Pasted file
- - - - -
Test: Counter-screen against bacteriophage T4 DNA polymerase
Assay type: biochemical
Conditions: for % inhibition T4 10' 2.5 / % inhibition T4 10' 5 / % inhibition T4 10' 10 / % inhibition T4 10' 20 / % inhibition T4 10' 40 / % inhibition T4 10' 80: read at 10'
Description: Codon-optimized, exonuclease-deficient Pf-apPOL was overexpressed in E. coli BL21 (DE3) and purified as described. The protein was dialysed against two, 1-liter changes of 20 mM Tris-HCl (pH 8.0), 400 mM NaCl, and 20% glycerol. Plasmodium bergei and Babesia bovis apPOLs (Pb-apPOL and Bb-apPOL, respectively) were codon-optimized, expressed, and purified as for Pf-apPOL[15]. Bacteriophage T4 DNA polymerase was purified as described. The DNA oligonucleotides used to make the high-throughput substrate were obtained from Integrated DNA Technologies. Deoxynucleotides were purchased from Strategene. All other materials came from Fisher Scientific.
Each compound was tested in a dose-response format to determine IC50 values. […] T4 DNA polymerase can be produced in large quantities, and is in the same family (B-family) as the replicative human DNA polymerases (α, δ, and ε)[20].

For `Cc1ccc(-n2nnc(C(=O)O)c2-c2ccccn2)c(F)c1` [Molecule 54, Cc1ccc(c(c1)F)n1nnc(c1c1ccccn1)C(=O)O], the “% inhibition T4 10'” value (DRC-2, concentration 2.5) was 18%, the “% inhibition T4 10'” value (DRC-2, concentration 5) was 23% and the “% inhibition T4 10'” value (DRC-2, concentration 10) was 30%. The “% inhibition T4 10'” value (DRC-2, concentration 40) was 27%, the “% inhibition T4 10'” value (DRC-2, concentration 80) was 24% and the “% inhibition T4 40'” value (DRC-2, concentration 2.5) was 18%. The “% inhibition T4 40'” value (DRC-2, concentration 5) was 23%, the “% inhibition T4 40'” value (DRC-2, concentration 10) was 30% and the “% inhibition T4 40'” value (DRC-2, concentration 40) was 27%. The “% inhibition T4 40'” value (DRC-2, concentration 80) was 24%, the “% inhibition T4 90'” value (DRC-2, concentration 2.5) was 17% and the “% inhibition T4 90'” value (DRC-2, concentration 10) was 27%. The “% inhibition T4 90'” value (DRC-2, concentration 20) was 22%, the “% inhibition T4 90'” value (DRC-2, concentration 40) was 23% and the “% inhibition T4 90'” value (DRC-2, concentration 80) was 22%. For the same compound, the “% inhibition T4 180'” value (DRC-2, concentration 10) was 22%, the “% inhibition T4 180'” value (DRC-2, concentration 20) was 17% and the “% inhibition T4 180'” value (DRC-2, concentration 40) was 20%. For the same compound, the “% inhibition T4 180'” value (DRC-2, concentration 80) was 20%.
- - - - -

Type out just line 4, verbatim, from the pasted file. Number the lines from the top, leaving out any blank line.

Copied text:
Description: Codon-optimized, exonuclease-deficient Pf-apPOL was overexpressed in E. coli BL21 (DE3) and purified as described. The protein was dialysed against two, 1-liter changes of 20 mM Tris-HCl (pH 8.0), 400 mM NaCl, and 20% glycerol. Plasmodium bergei and Babesia bovis apPOLs (Pb-apPOL and Bb-apPOL, respectively) were codon-optimized, expressed, and purified as for Pf-apPOL[15]. Bacteriophage T4 DNA polymerase was purified as described. The DNA oligonucleotides used to make the high-throughput substrate were obtained from Integrated DNA Technologies. Deoxynucleotides were purchased from Strategene. All other materials came from Fisher Scientific.